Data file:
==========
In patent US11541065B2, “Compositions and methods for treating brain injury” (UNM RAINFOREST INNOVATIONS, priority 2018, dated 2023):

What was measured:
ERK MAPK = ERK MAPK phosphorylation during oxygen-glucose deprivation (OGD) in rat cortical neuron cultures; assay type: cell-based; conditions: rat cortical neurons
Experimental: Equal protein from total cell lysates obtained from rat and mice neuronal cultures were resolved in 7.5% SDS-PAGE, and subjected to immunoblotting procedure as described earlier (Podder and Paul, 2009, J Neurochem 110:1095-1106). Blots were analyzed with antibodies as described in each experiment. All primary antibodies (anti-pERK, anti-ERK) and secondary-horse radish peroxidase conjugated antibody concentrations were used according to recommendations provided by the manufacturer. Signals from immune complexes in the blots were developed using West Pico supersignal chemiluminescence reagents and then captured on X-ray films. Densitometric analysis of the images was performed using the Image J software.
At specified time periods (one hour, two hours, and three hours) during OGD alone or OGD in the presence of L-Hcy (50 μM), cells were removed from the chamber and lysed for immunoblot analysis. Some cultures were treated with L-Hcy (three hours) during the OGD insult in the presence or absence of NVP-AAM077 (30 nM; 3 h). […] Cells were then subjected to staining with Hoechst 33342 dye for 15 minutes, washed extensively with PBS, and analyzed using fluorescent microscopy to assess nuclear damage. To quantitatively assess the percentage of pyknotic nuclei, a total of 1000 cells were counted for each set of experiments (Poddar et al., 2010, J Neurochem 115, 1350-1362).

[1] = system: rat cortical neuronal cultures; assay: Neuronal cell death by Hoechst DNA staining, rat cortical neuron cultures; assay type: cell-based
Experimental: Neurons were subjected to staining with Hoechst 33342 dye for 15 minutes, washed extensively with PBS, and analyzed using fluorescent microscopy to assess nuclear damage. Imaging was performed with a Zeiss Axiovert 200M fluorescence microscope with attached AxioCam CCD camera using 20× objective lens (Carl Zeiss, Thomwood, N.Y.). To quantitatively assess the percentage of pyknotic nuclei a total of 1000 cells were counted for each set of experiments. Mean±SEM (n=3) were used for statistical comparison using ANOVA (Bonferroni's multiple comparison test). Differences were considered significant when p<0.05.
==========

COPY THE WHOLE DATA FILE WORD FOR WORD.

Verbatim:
In patent US11541065B2, “Compositions and methods for treating brain injury” (UNM RAINFOREST INNOVATIONS, priority 2018, dated 2023):

What was measured:
ERK MAPK = ERK MAPK phosphorylation during oxygen-glucose deprivation (OGD) in rat cortical neuron cultures; assay type: cell-based; conditions: rat cortical neurons
Experimental: Equal protein from total cell lysates obtained from rat and mice neuronal cultures were resolved in 7.5% SDS-PAGE, and subjected to immunoblotting procedure as described earlier (Podder and Paul, 2009, J Neurochem 110:1095-1106). Blots were analyzed with antibodies as described in each experiment. All primary antibodies (anti-pERK, anti-ERK) and secondary-horse radish peroxidase conjugated antibody concentrations were used according to recommendations provided by the manufacturer. Signals from immune complexes in the blots were developed using West Pico supersignal chemiluminescence reagents and then captured on X-ray films. Densitometric analysis of the images was performed using the Image J software.
At specified time periods (one hour, two hours, and three hours) during OGD alone or OGD in the presence of L-Hcy (50 μM), cells were removed from the chamber and lysed for immunoblot analysis. Some cultures were treated with L-Hcy (three hours) during the OGD insult in the presence or absence of NVP-AAM077 (30 nM; 3 h). […] Cells were then subjected to staining with Hoechst 33342 dye for 15 minutes, washed extensively with PBS, and analyzed using fluorescent microscopy to assess nuclear damage. To quantitatively assess the percentage of pyknotic nuclei, a total of 1000 cells were counted for each set of experiments (Poddar et al., 2010, J Neurochem 115, 1350-1362).

[1] = system: rat cortical neuronal cultures; assay: Neuronal cell death by Hoechst DNA staining, rat cortical neuron cultures; assay type: cell-based
Experimental: Neurons were subjected to staining with Hoechst 33342 dye for 15 minutes, washed extensively with PBS, and analyzed using fluorescent microscopy to assess nuclear damage. Imaging was performed with a Zeiss Axiovert 200M fluorescence microscope with attached AxioCam CCD camera using 20× objective lens (Carl Zeiss, Thomwood, N.Y.). To quantitatively assess the percentage of pyknotic nuclei a total of 1000 cells were counted for each set of experiments. Mean±SEM (n=3) were used for statistical comparison using ANOVA (Bonferroni's multiple comparison test). Differences were considered significant when p<0.05.